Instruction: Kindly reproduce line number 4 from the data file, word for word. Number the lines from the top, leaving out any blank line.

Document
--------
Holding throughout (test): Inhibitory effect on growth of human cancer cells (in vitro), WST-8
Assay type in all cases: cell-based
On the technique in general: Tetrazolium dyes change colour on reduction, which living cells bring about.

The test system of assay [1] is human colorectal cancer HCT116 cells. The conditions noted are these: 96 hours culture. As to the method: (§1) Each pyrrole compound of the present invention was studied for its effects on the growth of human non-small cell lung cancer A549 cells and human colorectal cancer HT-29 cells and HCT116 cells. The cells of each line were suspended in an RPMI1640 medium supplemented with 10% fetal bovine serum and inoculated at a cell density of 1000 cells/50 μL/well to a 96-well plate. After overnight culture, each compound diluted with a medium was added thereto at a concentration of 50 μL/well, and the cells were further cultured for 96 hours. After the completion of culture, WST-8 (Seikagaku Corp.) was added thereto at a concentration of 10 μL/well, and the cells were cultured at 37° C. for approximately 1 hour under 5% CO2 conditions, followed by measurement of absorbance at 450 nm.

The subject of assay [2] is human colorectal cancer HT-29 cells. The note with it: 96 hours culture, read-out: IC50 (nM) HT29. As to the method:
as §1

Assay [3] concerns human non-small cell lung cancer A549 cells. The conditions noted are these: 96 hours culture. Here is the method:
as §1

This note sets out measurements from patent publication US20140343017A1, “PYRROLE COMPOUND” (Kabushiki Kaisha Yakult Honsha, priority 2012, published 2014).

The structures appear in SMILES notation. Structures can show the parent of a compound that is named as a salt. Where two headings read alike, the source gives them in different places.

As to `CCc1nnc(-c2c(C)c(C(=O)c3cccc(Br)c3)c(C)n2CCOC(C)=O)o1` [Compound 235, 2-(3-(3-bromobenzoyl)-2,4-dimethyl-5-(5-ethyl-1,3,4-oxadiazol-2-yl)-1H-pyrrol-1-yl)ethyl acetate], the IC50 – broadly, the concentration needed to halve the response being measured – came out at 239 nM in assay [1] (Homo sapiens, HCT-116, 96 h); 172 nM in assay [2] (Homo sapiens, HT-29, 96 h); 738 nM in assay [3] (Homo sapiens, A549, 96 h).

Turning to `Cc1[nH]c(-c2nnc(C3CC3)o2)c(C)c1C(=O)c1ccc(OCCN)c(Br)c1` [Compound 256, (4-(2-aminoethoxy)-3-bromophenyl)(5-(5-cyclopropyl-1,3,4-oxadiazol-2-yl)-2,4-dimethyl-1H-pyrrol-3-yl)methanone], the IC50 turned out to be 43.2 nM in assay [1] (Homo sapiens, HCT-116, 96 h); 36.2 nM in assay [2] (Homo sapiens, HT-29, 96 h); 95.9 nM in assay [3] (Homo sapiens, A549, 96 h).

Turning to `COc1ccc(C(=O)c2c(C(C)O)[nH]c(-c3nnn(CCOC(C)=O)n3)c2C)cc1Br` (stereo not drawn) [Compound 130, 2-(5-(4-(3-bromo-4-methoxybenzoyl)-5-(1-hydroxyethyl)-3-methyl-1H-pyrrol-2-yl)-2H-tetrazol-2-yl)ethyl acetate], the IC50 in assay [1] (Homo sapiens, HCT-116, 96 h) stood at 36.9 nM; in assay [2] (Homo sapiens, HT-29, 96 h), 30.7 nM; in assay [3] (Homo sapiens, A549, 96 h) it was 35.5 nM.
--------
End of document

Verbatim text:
The test system of assay [1] is human colorectal cancer HCT116 cells. The conditions noted are these: 96 hours culture. As to the method: (§1) Each pyrrole compound of the present invention was studied for its effects on the growth of human non-small cell lung cancer A549 cells and human colorectal cancer HT-29 cells and HCT116 cells. The cells of each line were suspended in an RPMI1640 medium supplemented with 10% fetal bovine serum and inoculated at a cell density of 1000 cells/50 μL/well to a 96-well plate. After overnight culture, each compound diluted with a medium was added thereto at a concentration of 50 μL/well, and the cells were further cultured for 96 hours. After the completion of culture, WST-8 (Seikagaku Corp.) was added thereto at a concentration of 10 μL/well, and the cells were cultured at 37° C. for approximately 1 hour under 5% CO2 conditions, followed by measurement of absorbance at 450 nm.